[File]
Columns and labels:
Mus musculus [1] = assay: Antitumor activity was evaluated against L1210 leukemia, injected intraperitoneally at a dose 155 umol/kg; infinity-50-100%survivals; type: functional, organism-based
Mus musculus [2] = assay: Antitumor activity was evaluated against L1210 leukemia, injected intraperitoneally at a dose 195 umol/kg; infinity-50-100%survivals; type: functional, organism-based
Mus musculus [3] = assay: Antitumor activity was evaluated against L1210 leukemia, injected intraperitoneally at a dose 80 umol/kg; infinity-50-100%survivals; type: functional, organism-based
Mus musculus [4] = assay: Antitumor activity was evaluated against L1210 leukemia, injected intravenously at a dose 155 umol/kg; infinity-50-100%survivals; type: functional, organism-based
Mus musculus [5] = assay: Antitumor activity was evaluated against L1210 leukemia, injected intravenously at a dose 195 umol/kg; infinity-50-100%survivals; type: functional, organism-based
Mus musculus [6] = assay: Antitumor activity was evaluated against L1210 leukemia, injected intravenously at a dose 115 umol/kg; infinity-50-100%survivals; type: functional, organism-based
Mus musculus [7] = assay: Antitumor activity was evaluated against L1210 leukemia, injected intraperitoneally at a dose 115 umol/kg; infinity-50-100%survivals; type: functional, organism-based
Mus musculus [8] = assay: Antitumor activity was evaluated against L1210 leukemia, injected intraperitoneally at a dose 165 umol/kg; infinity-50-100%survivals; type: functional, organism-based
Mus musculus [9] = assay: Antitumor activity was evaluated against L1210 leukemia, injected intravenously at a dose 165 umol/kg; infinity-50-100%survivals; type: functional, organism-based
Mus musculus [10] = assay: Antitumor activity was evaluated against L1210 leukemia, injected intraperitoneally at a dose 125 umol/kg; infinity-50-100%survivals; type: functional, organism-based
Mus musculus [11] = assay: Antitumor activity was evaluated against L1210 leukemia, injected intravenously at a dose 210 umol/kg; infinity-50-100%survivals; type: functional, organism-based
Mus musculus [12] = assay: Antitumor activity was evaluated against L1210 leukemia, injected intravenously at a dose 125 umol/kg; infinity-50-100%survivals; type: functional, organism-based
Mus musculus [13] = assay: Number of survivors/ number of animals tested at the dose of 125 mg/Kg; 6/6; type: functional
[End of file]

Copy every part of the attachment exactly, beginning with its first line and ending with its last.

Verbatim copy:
Columns and labels:
Mus musculus [1] = assay: Antitumor activity was evaluated against L1210 leukemia, injected intraperitoneally at a dose 155 umol/kg; infinity-50-100%survivals; type: functional, organism-based
Mus musculus [2] = assay: Antitumor activity was evaluated against L1210 leukemia, injected intraperitoneally at a dose 195 umol/kg; infinity-50-100%survivals; type: functional, organism-based
Mus musculus [3] = assay: Antitumor activity was evaluated against L1210 leukemia, injected intraperitoneally at a dose 80 umol/kg; infinity-50-100%survivals; type: functional, organism-based
Mus musculus [4] = assay: Antitumor activity was evaluated against L1210 leukemia, injected intravenously at a dose 155 umol/kg; infinity-50-100%survivals; type: functional, organism-based
Mus musculus [5] = assay: Antitumor activity was evaluated against L1210 leukemia, injected intravenously at a dose 195 umol/kg; infinity-50-100%survivals; type: functional, organism-based
Mus musculus [6] = assay: Antitumor activity was evaluated against L1210 leukemia, injected intravenously at a dose 115 umol/kg; infinity-50-100%survivals; type: functional, organism-based
Mus musculus [7] = assay: Antitumor activity was evaluated against L1210 leukemia, injected intraperitoneally at a dose 115 umol/kg; infinity-50-100%survivals; type: functional, organism-based
Mus musculus [8] = assay: Antitumor activity was evaluated against L1210 leukemia, injected intraperitoneally at a dose 165 umol/kg; infinity-50-100%survivals; type: functional, organism-based
Mus musculus [9] = assay: Antitumor activity was evaluated against L1210 leukemia, injected intravenously at a dose 165 umol/kg; infinity-50-100%survivals; type: functional, organism-based
Mus musculus [10] = assay: Antitumor activity was evaluated against L1210 leukemia, injected intraperitoneally at a dose 125 umol/kg; infinity-50-100%survivals; type: functional, organism-based
Mus musculus [11] = assay: Antitumor activity was evaluated against L1210 leukemia, injected intravenously at a dose 210 umol/kg; infinity-50-100%survivals; type: functional, organism-based
Mus musculus [12] = assay: Antitumor activity was evaluated against L1210 leukemia, injected intravenously at a dose 125 umol/kg; infinity-50-100%survivals; type: functional, organism-based
Mus musculus [13] = assay: Number of survivors/ number of animals tested at the dose of 125 mg/Kg; 6/6; type: functional